Venus Williams reacts against Carla Suarez Navarro during the U.S....

Venus Williams reacts against Carla Suarez Navarro during the U.S. Open on Sept. 3, 2017. Credit: Kathleen Malone-Van Dyke

It was a very good weekend for American women’s tennis at the U.S. Open. Two-time champion Venus Williams and Sloane Stephens won their fourth-round matches Sunday to advance to the quarterfinals, and Madison Keys, CoCo Vandeweghe and Jennifer Brady have a chance to reach the quarters Monday.

Williams defeated Carla Suarez Navarro, 6-3, 3-6, 6-1, playing a very strong final set. Williams, a winner here all the way back to 2000 and 2001, has a 19-3 record in the Grand Slams this season, a year in which she turned 37. She lost to her sister, Serena, in the Australian final and to Garbine Muguruza in the Wimbledon final.

When asked what makes her perform so well in tennis’ biggest events, Williams responded, “I think Billie Jean King put it best: Pressure is a privilege. I embrace that pressure.”

She was happy that she had overcome a scrappy, cunning player and that she is elevating her game.

“This was my best match, so I was happy to see my level rise as the tournament is continuing because I know my opponents are going to be better, I need to be better,” Williams said.

Stephens advanced with a 6-3, 3-6, 6-1 win over Julia Goerges. Her comeback this season has been considerably above expectations.

“When I started playing again at Wimbledon and D.C., I didn’t expect much,” Stephens said. “I was just playing and having fun, having a good time. I’m still playing and having a good time. That’s really all there is to it.”

After a left foot injury suffered at the Rio Olympics ultimately required surgery, Stephens missed nearly 11 months of competition. She returned at Wimbledon and surprisingly made two semifinals during the American hard- court season. Now she’s in the quarterfinals for the first time at the Open in six attempts, having missed it last year with the foot problem.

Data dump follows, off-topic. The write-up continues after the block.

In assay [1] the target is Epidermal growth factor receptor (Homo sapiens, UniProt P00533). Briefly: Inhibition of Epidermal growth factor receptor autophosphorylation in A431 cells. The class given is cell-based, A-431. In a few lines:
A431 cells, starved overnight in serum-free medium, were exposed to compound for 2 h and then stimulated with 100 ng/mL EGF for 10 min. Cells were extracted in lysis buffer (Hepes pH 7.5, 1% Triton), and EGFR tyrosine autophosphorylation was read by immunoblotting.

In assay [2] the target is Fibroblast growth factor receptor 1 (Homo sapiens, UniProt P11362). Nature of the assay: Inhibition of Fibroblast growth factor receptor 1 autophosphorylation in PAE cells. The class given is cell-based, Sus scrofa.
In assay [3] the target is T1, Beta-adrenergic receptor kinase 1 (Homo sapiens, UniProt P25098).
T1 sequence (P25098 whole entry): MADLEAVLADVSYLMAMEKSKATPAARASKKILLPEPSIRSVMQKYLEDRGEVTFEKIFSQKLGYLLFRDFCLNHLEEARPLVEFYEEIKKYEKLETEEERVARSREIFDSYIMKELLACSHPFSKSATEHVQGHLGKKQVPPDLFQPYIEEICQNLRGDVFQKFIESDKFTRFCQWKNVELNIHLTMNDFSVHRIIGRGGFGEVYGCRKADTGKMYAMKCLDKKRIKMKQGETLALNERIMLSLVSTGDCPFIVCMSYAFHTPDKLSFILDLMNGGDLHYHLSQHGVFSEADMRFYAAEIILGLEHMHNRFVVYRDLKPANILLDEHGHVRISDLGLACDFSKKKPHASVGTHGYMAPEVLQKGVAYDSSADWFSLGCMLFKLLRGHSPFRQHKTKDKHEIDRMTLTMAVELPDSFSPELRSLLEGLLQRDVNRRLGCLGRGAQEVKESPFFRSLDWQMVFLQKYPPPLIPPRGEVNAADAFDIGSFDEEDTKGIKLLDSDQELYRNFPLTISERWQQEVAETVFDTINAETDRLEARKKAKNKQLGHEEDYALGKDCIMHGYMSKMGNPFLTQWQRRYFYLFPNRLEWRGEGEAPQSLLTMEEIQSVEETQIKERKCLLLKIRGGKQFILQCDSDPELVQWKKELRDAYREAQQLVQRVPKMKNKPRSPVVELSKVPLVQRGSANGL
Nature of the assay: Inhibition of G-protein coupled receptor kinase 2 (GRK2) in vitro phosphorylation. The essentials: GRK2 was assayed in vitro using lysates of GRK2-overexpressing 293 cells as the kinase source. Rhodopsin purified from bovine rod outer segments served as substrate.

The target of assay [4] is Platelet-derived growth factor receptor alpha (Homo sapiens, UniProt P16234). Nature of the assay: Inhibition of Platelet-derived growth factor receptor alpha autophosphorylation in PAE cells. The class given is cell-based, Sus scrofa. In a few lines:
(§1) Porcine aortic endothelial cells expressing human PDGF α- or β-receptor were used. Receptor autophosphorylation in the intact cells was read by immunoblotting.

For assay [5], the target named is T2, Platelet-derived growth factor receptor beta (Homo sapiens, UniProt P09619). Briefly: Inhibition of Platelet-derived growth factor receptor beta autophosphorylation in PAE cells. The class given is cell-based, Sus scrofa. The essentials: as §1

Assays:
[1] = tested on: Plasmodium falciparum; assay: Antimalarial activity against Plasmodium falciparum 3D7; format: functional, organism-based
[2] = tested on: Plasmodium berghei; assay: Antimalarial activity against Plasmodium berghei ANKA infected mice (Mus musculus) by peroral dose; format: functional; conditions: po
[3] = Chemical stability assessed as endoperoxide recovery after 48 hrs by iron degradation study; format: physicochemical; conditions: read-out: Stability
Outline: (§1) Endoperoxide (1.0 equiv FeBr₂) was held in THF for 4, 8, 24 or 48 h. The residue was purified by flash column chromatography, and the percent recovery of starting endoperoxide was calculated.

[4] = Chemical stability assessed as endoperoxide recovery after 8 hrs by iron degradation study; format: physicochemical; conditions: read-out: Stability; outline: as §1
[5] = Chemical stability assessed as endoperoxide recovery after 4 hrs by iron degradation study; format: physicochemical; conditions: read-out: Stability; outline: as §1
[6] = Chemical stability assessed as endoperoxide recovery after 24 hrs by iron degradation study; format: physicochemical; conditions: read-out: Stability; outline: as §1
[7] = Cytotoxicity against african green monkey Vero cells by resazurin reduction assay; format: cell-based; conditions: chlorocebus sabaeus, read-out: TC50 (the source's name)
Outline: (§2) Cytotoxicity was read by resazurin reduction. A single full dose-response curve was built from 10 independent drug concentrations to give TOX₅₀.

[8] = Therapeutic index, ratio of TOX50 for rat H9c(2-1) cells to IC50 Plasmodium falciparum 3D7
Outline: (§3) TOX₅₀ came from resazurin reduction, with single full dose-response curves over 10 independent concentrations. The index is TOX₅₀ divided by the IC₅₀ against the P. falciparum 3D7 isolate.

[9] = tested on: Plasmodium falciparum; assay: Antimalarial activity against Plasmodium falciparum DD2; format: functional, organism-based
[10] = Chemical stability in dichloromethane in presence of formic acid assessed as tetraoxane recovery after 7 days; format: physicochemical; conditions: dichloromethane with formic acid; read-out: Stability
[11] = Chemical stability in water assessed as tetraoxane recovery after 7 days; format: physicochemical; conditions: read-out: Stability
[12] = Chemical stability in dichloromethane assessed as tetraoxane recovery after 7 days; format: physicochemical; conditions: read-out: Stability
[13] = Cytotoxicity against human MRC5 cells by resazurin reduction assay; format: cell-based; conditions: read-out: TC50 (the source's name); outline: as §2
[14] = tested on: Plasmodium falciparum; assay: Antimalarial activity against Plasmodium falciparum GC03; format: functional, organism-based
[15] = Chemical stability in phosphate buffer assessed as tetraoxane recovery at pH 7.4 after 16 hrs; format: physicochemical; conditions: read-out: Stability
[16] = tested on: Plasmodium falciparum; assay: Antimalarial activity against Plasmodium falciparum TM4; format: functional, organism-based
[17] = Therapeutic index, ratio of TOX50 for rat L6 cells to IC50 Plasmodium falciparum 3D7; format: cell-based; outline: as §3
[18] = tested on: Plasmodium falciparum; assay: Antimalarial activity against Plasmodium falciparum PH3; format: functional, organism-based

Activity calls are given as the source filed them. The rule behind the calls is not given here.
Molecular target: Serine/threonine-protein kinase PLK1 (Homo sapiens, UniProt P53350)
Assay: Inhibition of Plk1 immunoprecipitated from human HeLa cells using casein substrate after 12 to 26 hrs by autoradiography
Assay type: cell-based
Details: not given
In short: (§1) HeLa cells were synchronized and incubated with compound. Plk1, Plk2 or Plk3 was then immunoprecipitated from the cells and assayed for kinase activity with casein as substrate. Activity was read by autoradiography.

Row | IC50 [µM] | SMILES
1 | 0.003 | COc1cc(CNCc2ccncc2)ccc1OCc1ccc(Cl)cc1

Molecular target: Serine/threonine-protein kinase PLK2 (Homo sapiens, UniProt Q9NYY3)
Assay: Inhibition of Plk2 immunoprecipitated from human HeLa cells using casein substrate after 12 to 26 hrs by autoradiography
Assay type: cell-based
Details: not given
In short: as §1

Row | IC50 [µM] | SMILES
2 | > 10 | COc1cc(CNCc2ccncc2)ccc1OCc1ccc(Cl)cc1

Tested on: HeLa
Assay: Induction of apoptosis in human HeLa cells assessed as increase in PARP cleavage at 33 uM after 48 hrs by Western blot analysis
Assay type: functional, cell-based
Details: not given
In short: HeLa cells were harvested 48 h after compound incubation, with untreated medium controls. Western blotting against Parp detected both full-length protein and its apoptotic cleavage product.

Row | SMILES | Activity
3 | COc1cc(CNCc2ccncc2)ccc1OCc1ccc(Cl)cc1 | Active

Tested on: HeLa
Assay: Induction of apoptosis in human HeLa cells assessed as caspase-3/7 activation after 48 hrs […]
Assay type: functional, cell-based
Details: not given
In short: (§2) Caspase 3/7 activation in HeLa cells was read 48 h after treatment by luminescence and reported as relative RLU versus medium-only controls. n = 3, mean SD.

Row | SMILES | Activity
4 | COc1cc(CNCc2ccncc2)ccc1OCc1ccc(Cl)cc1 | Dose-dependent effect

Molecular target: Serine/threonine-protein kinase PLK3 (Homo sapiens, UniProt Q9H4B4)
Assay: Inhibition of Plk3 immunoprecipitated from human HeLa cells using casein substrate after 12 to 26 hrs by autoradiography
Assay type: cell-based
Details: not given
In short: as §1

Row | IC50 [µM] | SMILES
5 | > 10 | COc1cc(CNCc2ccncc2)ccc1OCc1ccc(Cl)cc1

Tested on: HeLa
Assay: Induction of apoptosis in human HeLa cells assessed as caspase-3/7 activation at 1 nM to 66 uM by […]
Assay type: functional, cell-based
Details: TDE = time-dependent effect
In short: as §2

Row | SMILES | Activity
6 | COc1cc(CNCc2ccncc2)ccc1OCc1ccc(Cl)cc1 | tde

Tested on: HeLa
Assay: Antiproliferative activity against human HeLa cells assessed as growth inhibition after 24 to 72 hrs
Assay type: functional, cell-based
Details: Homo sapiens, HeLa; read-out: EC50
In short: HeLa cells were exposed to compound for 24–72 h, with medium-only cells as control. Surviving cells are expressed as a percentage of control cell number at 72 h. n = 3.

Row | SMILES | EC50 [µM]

She said earlier in this tournament that the time off, while frustrating, allowed her a “reset.”

“Before I felt like I was missing out. Then I got to enjoy it, go to weddings, baby showers, soccer games, all this stuff,” Stephens said. “I was upset that I was injured. But in that time, I got to do all of the things that I would never have been able to do. Looking back, like, it was probably the best, I don’t know how long, 10 months or however long it was, that I’ve had in my life because I got to enjoy all those things.”

The late, late show. It took Madison Keys until 1:45 Sunday morning to beat Elena Vesnina in three sets on Arthur Ashe Stadium court. That wasn’t the record for latest finish in a women’s match at the U.S. Open, and Keys certainly knows that. Her match against Alison Riske at last year’s Open lasted until 1:48 a.m.

A few thousand people stayed around for her match, which followed Roger Federer’s match in a delayed start to the night session.

After dropping the first set, Keys rallied for a 2-6, 6-4, 6-1 win, moved into the round of 16 and credited the vocal crowd for help turning the tide. “I was just thankful they were there,” she said. “Because they were a huge part of it.”

The match started just before midnight and lasted an hour and 55 minutes. Did the experience of the late finish in 2016 help?

“Once we got out there, the time didn’t really matter anymore,” said Keys, who has come back this season from wrist surgery. “It really wasn’t on my mind. Now it is. Now I just want to go get in bed.”

More tennis

Newsday LogoYour Island. Your Community. Your News.Digital AccessOnly 25¢for 5 months